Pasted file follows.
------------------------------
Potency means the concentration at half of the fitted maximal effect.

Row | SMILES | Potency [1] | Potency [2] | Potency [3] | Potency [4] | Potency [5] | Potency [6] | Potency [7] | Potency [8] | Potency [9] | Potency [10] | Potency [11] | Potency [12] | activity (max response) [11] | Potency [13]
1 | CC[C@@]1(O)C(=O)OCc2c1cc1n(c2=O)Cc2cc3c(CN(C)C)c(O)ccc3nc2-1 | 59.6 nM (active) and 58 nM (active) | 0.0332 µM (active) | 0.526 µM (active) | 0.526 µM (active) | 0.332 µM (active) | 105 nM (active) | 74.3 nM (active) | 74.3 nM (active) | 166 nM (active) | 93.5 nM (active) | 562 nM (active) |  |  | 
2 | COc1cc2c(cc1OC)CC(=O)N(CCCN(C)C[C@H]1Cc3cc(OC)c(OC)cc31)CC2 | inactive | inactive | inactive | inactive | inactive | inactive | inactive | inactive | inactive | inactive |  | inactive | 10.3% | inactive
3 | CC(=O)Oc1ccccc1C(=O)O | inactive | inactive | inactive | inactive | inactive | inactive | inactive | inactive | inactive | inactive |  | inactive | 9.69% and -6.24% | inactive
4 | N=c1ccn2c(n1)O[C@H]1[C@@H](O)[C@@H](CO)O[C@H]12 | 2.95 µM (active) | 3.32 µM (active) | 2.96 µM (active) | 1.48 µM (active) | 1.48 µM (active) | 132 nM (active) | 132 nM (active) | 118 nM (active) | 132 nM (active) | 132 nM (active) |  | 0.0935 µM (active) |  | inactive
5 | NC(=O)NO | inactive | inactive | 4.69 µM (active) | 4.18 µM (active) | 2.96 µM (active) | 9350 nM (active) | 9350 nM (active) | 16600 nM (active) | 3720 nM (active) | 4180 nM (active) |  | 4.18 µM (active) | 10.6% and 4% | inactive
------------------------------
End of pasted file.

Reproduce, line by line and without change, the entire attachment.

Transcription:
Potency means the concentration at half of the fitted maximal effect.

Row | SMILES | Potency [1] | Potency [2] | Potency [3] | Potency [4] | Potency [5] | Potency [6] | Potency [7] | Potency [8] | Potency [9] | Potency [10] | Potency [11] | Potency [12] | activity (max response) [11] | Potency [13]
1 | CC[C@@]1(O)C(=O)OCc2c1cc1n(c2=O)Cc2cc3c(CN(C)C)c(O)ccc3nc2-1 | 59.6 nM (active) and 58 nM (active) | 0.0332 µM (active) | 0.526 µM (active) | 0.526 µM (active) | 0.332 µM (active) | 105 nM (active) | 74.3 nM (active) | 74.3 nM (active) | 166 nM (active) | 93.5 nM (active) | 562 nM (active) |  |  | 
2 | COc1cc2c(cc1OC)CC(=O)N(CCCN(C)C[C@H]1Cc3cc(OC)c(OC)cc31)CC2 | inactive | inactive | inactive | inactive | inactive | inactive | inactive | inactive | inactive | inactive |  | inactive | 10.3% | inactive
3 | CC(=O)Oc1ccccc1C(=O)O | inactive | inactive | inactive | inactive | inactive | inactive | inactive | inactive | inactive | inactive |  | inactive | 9.69% and -6.24% | inactive
4 | N=c1ccn2c(n1)O[C@H]1[C@@H](O)[C@@H](CO)O[C@H]12 | 2.95 µM (active) | 3.32 µM (active) | 2.96 µM (active) | 1.48 µM (active) | 1.48 µM (active) | 132 nM (active) | 132 nM (active) | 118 nM (active) | 132 nM (active) | 132 nM (active) |  | 0.0935 µM (active) |  | inactive
5 | NC(=O)NO | inactive | inactive | 4.69 µM (active) | 4.18 µM (active) | 2.96 µM (active) | 9350 nM (active) | 9350 nM (active) | 16600 nM (active) | 3720 nM (active) | 4180 nM (active) |  | 4.18 µM (active) | 10.6% and 4% | inactive